The Mid-Air FogScreen and User Experiences

The Mid-Air FogScreen and User Experiences

Ismo Rakkolainen (University of Tampere, Finland) and Satu Jumisko-Pyykkö (Tampere University of Technology, Finland)
DOI: 10.4018/978-1-60960-762-3.ch036
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Abstract

The “immaterial” FogScreen™ is an emerging display technology that enables high-quality projected 2D images in mid-air. It also appears dry and non-existant to touch, so reaching or walking through the image is possible. It is becoming widely used in many settings and can also be extended to become a stereoscopic or virtual reality mid-air screen. This chapter consists of two major sections. The first section describes the basic mid-air screen technology and its 3D and VR extensions. The second section describes our user experiences and lessons learned with them when using mid-air screen.
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Introduction

Futuristic visions of mid-air images are frequently seen in TV commercials and sci-fi movies. Illusions of images floating in free space or 3D images that have real depth can be generated in a variety of ways, but most of them are not truly in thin air. Volumetric displays do create real 3D images instead of a 3D illusion, as the light is emitted from the actual 3D positions, but the images are in a confined display volume and interaction with them is limited. Virtual environments try to create illusions of virtual objects in an immersive environment, whereas augmented reality adds synthetic objects to the real world.

The patented FogScreen™ (Palovuori & Rakkolainen 2002, Palovuori & Rakkolainen 2004, FogScreen 2010) mid-air projection screen is an emerging display technology that enables high-quality projected images hovering in thin air, which the viewer can reach or walk through (Figure 1 left). It is a break-through technology, literally! It is basically a 2D screen, but it can be extended to a stereoscopic display. If 3D tracking of a viewer is used, it becomes a walk-through virtual reality display, which augments virtual mid-air objects into real environments (Figure 1 right). We will describe the technology in the next section of this paper.

Figure 1.

The FogScreen mid-air display is an intriguing walk-through experience. The device is suspended e.g., from a truss and a projector is placed behind the screen (left). A 3D model of hand bones on a virtual reality FogScreen (right).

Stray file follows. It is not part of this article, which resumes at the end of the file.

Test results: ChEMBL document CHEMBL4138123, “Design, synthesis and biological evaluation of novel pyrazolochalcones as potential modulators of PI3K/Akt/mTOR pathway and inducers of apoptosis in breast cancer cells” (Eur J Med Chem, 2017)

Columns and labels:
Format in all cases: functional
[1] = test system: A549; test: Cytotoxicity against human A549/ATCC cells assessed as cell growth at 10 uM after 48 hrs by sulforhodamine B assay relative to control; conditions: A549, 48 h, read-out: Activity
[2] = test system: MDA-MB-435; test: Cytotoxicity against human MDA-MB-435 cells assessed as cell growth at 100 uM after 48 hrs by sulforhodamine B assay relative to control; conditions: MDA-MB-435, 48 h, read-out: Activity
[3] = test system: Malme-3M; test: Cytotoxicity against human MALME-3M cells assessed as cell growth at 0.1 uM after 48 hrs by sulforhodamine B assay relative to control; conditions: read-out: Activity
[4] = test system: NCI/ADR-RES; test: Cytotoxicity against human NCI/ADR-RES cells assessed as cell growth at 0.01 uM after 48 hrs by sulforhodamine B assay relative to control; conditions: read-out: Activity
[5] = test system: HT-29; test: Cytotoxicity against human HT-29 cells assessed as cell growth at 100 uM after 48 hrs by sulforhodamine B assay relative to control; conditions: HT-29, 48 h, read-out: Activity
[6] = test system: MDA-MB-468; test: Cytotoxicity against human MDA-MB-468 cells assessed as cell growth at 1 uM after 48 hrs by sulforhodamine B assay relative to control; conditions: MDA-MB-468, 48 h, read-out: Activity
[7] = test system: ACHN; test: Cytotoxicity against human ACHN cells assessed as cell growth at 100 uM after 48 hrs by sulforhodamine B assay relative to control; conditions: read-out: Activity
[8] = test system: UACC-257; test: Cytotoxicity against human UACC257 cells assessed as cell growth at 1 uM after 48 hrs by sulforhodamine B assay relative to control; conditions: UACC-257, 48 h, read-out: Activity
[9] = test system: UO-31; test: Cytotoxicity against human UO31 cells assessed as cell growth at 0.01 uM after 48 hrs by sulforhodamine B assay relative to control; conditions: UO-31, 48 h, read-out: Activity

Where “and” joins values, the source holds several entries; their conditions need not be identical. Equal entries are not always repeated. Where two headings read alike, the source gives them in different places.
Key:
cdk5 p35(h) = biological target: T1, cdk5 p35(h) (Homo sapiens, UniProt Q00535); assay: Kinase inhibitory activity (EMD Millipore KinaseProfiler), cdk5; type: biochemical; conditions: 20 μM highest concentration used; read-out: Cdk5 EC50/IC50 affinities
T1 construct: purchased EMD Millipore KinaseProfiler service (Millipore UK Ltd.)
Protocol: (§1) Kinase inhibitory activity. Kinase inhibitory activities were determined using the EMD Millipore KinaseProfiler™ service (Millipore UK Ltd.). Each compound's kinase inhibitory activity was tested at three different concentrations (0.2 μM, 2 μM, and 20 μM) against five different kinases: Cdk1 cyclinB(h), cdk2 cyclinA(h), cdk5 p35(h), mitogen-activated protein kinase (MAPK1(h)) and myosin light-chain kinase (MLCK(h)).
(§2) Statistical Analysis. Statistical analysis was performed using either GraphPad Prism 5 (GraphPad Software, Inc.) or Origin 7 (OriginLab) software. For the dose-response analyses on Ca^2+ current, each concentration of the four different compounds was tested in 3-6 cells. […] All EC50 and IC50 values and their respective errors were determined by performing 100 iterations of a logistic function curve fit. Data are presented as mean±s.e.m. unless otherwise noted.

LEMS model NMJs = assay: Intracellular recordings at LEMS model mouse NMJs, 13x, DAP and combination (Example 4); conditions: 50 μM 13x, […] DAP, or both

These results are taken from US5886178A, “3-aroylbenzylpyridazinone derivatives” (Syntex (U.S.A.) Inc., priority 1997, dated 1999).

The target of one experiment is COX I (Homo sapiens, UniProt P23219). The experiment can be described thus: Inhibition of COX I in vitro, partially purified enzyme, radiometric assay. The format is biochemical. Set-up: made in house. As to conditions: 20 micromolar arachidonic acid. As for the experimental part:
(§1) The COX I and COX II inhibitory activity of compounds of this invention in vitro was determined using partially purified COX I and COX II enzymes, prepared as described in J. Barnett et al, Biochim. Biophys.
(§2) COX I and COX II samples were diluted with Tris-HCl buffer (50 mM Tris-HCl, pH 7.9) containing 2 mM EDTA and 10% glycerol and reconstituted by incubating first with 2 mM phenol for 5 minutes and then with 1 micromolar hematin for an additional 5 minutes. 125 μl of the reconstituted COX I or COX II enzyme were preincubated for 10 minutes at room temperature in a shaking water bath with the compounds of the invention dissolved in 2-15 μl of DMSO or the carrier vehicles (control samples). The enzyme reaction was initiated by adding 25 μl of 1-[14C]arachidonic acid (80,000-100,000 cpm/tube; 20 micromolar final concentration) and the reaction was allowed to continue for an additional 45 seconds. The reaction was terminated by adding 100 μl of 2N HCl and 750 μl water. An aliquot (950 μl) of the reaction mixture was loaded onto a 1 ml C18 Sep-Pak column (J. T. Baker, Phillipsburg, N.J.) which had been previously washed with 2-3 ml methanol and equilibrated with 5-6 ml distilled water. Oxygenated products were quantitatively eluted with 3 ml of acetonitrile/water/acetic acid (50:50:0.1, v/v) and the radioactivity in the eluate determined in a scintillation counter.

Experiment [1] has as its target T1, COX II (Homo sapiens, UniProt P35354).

The mid-air display is somewhat unusual, and also user experiences are different from other displays. The mid-air effect intrigues audiences and the user reaction is usually very positive. Due to the “immaterial” nature of the display, the user interface design requires also some extra attention and provides some new user interface opportunities. We will discuss our lessons learned in the later section of this paper.

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The Fogscreen™ Mid-Air Display Technology

There are numerous projection screens using water, smoke, fog or cryofog (liquid nitrogen), which have been used as a special effect in art and entertainment. The earliest example is the Ornamental Fountain (Just, 1899) dating back to the end of the 19th century. More recently, fog and water screens such as Jeep Waterfall (Jeep Waterfall, 2010) and Disney’s Fantasmic show (Disney, 2010) create impressive screens for large audience. These screens are often wet, or the fidelity of the projected images is low. If fog is used, it disperses rapidly due to friction and dynamic pressure difference in the flow, which disrupts the desired smooth planar surface and severely distorts the image.

Key Terms in this Chapter

FogScreen: A mid-air, walk-through display. The screen consists of thin mist, which enables to walk or reach through it.

Stereoscopic display: A display which produces an effect of depth for the viewer by means of stereo image pairs and active (shutter) or passive (colored, polarized etc.) glasses.

Embodied interaction: Interaction between user and artifacts which contains creation, manipulation and sharing of meaning.

User Experience: User experience is constructed in interaction with system and is influenced by user’s characteristics, system characteristics and the context of use. User experience is understood as a wider concept than fulfillment of instrumental needs with system (e.g. usability).

Usability: The extent to which the product can be used by specified users to achieve specified goals with effectiveness, efficiency and satisfaction (ISO 9241-11, 1998).

Autostereoscopic display: A display which produces an effect of depth for the viewer without any glasses.

3D display: A display which gives an effect of depth for the viewer. A set of technologies can be used, including holography, volumetric, multi-view or stereoscopic displays.

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